Friday, October 23, 2009

Squatters' Rights


Have you ever been to Knotts Berry Farm?  (This is the point where I
usually Google any proper name I use to make sure I’ve spelled it
right.  Since I’ve had no Google most of the time here, I’m sure I’ve
slaughtered many spellings, and I ask the Knotts’ forgiveness if I’ve
insulted their farm.)  Because I went there as a child and rode
Montezuma’s Revenge (again, can’t Google Montezuma), the ultimate
example of a scary, crazy amusement-park ride will for me forever be
that one.  Nevermind that in the past 25 years they’ve come up with
much crazier, scarier stuff.  For me as an 8 or 10 year old, the idea
of whipping forward through a loop and up a hill, and then plunging
backward down that hill and backwards through the loop was absolutely
miserable.  Upside down AND backwards? I road it at least once—just to
prove to my sisters I could—and hated it the whole time.  I’m sure I
screamed bloody murder, as I still do involuntarily on every ride
(much to Jasper’s delight).  I’m sure my lifelong motion sickness was
present and accounted for.

Well, the past couple of days Ol’ Montezuma and his revenge have been
on my mind a lot.  I’ve been thinking about how people often describe
an experience as an “emotional rollercoaster,” and how this reminds me
much more of an “emotional Montezuma’s Revenge.”  At times we have
barreled forward, full speed ahead, zooming easily through daunting
loops to amazing heights.  But at other times—usually within the same
day—we have felt ourselves falling down the same hill, speeding just
as quickly backward through equally daunting loops, only to be right
back where we started.

On the surface it would seem that our paperwork frustrations have been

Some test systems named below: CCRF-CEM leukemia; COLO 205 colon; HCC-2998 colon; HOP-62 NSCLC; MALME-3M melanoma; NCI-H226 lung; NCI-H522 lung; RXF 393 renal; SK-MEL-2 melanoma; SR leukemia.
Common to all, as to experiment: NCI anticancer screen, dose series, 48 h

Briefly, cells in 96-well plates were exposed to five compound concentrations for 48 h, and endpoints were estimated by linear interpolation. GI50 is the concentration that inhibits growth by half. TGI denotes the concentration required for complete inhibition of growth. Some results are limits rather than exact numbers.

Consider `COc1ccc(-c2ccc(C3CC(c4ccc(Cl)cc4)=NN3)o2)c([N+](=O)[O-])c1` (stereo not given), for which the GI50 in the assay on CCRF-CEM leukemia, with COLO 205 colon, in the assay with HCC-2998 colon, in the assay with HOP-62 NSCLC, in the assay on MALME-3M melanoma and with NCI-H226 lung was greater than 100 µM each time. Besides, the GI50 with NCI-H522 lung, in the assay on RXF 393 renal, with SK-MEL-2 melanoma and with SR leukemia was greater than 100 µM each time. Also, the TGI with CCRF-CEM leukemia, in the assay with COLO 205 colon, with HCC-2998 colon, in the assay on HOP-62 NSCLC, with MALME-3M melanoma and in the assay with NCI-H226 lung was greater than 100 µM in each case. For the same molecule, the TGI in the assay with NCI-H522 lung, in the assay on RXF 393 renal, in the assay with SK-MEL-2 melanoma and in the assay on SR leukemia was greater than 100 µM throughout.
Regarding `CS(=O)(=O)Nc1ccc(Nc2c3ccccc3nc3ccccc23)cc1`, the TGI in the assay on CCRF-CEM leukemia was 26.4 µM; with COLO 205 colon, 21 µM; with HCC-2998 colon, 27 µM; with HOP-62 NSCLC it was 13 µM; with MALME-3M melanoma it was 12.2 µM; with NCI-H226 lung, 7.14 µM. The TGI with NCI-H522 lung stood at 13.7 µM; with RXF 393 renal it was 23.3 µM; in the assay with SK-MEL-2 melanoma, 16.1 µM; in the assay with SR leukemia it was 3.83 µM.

the culprit—yanking us mercilessly back and forth.  But over the past
week I’ve asked myself many times why those relatively small issues
have burrowed so far under my skin.  And they are relatively small if
you think of them in terms of life or death, or adoption-ending, or
even the type of things many people have appeared at embassies for
throughout our history—like desperation to flee a war-torn country, or
determination to rescue a child who’s been kidnapped by a foreign

We knew all along that our situation would work out.  It was only a
matter of extra time and effort, and taking extra guff.  What I’ve
finally realized over the past two days is that these superficial
obstacles only cut you deep when they strike your own areas of inner
fear and weakness.  My darkest moments over the past two weeks have
not been when we discovered yet another delay at the embassy.  Rather,
they have been when those glitches made me question this adoption
altogether.  I always say how much blog comments and emails keep me
going.  Well here’s an example:  two comments we read tonight really
helped.  Emily Southers reminded us that if you are truly inspired to
do something, there WILL be a way to get it done.  And Emily Rice
reminded us that we too often think if something is right it will be
easy to accomplish.  The opposite is usually true.  We must persevere
through the obstacles.  Thanks, Emilys.

(Another comment that made my week was from my friend, Sydney, who
said “Your blog is way better than TV.”  Coming from you, Syd, my
fellow couch potato, that is high praise!)

As Steve said we would, we woke up and headed straight to the embassy
this morning.  I must interject here that this was “straight to” in
Addis Ababa terms.  That means that on our way there we were
rear-ended twice on a hill by a taxi driving with no brakes.  Gecho
and the taxi stopped in the middle of the road, causing a huge traffic
jam and a gaggle of interested spectators who happily—Ethiopian
style—came out to the car to offer Gecho their opinion about the
damage.  We waited patiently in the rickety old van, giving the crowd
their fill of staring at white people, until the traffic cop arrived
(on foot) to draw chalk lines around the cars.  Then (Ethiopian style)
the guilty driver jumped into OUR car, and Gecho gave him a ride to
the traffic office.  That still amazes me about this culture!  They
can argue and still be nice to each other at the same time.

Anyway, we finally arrived at the embassy to find it deserted.
Fridays are half-day and very empty.  Linda came out to speak to
Steve.  She gave us the bad news that there were still no
fingerprints, but also very kindly gave Steve some more info about the
process, and her best guess that the fingerprints would be here on